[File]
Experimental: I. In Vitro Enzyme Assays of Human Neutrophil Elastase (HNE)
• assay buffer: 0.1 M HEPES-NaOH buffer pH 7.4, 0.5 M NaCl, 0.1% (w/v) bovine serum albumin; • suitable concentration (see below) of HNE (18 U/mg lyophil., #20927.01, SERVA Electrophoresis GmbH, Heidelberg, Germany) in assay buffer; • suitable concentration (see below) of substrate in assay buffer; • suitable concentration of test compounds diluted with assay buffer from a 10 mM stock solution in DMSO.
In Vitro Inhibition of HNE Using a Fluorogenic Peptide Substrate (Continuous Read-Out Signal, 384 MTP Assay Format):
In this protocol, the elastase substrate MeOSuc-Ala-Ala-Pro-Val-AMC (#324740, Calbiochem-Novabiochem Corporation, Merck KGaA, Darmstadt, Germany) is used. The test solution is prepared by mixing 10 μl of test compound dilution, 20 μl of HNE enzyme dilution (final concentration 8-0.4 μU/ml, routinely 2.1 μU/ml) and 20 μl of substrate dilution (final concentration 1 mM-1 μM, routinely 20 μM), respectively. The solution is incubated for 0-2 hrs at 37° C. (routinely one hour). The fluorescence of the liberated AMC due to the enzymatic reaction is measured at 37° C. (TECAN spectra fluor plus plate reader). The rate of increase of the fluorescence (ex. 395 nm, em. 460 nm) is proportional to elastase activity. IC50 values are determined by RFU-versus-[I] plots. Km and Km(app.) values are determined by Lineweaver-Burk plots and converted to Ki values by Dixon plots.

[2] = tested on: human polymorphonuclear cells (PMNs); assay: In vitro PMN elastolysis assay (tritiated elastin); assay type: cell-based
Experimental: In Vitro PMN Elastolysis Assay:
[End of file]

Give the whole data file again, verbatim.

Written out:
Experimental: I. In Vitro Enzyme Assays of Human Neutrophil Elastase (HNE)
• assay buffer: 0.1 M HEPES-NaOH buffer pH 7.4, 0.5 M NaCl, 0.1% (w/v) bovine serum albumin; • suitable concentration (see below) of HNE (18 U/mg lyophil., #20927.01, SERVA Electrophoresis GmbH, Heidelberg, Germany) in assay buffer; • suitable concentration (see below) of substrate in assay buffer; • suitable concentration of test compounds diluted with assay buffer from a 10 mM stock solution in DMSO.
In Vitro Inhibition of HNE Using a Fluorogenic Peptide Substrate (Continuous Read-Out Signal, 384 MTP Assay Format):
In this protocol, the elastase substrate MeOSuc-Ala-Ala-Pro-Val-AMC (#324740, Calbiochem-Novabiochem Corporation, Merck KGaA, Darmstadt, Germany) is used. The test solution is prepared by mixing 10 μl of test compound dilution, 20 μl of HNE enzyme dilution (final concentration 8-0.4 μU/ml, routinely 2.1 μU/ml) and 20 μl of substrate dilution (final concentration 1 mM-1 μM, routinely 20 μM), respectively. The solution is incubated for 0-2 hrs at 37° C. (routinely one hour). The fluorescence of the liberated AMC due to the enzymatic reaction is measured at 37° C. (TECAN spectra fluor plus plate reader). The rate of increase of the fluorescence (ex. 395 nm, em. 460 nm) is proportional to elastase activity. IC50 values are determined by RFU-versus-[I] plots. Km and Km(app.) values are determined by Lineweaver-Burk plots and converted to Ki values by Dixon plots.

[2] = tested on: human polymorphonuclear cells (PMNs); assay: In vitro PMN elastolysis assay (tritiated elastin); assay type: cell-based
Experimental: In Vitro PMN Elastolysis Assay: